Deciding If a Number is Prime
As prime numbers have a number of applications (and because the ancient Greeks thought they were interesting), a great deal of work has gone into finding methods to determine whether a number is prime or composite.
The simplest such method is known as the Sieve of Eratosthenes, Eratosthenes being one of those ancient Greek mathematicians. Rather than checking to see if one particular number is prime, it simply finds all prime numbers up to a particular value.
The algorithm works as follows: first write down all the integers from two up to the largest number you'd like to check. Circle two: it is a prime number. Then go through the list and cross out every other number starting with four; because these are all multiples of two, they are all composite numbers. Circle the next number that is not crossed out; this is three, which is also prime. Now cross out every third number that isn't already crossed out. Six is crossed out, so we'll cross out nine, then twelve is crossed out so we cross out 15, and so on. Now go to the next number that isn't crossed out (five), circle it, and start crossing out every fifth number. Once you've passed the square root of the number you're interested in without crossing it out, you know that your number is prime.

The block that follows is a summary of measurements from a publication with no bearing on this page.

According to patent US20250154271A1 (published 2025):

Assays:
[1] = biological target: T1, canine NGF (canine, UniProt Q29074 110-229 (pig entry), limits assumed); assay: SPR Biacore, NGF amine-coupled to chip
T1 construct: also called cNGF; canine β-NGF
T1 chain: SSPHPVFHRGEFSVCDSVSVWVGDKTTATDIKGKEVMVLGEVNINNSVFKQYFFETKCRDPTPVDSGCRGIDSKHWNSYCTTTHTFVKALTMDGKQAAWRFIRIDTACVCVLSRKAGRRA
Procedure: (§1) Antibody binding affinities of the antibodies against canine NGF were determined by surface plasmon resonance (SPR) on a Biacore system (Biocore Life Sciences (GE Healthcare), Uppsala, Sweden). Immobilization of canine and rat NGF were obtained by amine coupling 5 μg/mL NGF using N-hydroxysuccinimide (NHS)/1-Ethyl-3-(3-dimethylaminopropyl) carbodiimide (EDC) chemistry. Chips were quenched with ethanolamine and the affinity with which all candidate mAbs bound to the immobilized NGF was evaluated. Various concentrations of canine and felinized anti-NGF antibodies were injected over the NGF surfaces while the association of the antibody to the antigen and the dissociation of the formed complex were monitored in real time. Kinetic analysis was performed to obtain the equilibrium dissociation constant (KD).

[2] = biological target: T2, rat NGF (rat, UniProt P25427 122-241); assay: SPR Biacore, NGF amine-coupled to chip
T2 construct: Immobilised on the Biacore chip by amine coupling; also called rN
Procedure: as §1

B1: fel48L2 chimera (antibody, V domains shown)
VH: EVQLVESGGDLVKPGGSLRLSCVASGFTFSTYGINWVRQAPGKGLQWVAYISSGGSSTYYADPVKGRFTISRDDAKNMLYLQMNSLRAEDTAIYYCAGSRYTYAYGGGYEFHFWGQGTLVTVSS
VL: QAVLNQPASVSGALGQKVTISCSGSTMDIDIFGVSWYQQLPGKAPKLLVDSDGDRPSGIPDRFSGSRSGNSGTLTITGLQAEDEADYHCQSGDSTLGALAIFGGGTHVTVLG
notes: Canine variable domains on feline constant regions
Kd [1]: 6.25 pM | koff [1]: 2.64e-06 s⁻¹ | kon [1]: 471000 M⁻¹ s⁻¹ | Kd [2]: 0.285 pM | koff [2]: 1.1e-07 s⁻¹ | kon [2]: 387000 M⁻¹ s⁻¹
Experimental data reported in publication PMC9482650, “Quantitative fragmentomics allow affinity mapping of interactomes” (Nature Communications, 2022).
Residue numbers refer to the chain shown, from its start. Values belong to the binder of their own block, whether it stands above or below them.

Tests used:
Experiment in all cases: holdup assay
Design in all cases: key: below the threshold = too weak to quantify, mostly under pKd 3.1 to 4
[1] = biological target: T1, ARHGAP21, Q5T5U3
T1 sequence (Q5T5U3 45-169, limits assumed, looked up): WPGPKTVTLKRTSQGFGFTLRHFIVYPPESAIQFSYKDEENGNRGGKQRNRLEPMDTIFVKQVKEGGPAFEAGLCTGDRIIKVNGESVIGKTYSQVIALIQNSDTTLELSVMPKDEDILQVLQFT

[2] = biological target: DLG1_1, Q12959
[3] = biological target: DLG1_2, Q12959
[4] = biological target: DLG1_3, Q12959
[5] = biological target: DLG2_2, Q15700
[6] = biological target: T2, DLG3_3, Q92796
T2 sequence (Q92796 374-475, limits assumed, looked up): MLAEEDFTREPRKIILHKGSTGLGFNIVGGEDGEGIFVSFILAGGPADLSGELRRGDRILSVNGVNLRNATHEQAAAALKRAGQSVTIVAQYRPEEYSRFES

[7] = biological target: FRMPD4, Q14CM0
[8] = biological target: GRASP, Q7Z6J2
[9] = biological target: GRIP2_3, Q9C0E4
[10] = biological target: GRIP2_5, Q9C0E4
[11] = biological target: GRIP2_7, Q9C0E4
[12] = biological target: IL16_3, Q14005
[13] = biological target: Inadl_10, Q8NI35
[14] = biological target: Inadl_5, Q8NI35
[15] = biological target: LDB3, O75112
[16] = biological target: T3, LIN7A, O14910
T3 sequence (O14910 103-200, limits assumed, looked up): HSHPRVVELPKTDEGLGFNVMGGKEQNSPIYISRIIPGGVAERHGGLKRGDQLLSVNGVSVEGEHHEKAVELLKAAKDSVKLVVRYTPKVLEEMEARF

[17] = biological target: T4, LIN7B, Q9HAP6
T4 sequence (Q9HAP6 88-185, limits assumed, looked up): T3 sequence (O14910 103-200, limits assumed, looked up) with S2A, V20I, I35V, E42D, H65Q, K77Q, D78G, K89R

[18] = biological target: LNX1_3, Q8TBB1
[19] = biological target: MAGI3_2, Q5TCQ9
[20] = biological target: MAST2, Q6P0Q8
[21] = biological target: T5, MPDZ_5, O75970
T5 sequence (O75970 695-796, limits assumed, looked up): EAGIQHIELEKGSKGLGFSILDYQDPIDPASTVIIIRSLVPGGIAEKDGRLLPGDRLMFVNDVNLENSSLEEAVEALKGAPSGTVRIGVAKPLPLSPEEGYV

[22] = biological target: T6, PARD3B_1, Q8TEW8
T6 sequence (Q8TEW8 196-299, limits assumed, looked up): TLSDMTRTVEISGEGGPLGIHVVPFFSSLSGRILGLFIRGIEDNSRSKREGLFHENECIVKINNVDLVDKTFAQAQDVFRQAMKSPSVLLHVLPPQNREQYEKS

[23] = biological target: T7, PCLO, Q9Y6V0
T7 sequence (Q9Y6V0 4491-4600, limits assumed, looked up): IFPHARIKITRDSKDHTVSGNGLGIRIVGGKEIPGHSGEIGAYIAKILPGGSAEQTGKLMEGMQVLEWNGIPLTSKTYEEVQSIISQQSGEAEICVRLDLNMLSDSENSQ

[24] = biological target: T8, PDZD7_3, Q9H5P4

This works because when you get to a number, you've already checked it against all prime numbers smaller than it, so nothing divides it; if it was divisible by a composite number, it would also be divisible by a prime. Every number that gets crossed out is a multiple of a prime and is thus composite.
This method is reasonably efficient for finding small primes. For checking whether large numbers are primes, advanced mathematical techniques are available. Additionally, there are ongoing searches to find the largest prime numbers that meet certain additional properties. For example, a Mersenne prime is a prime number of the form 2n-1; the largest known such prime so far is 243112609-1, which is a number much, much too large to actually type out; it contains nearly thirteen million digits!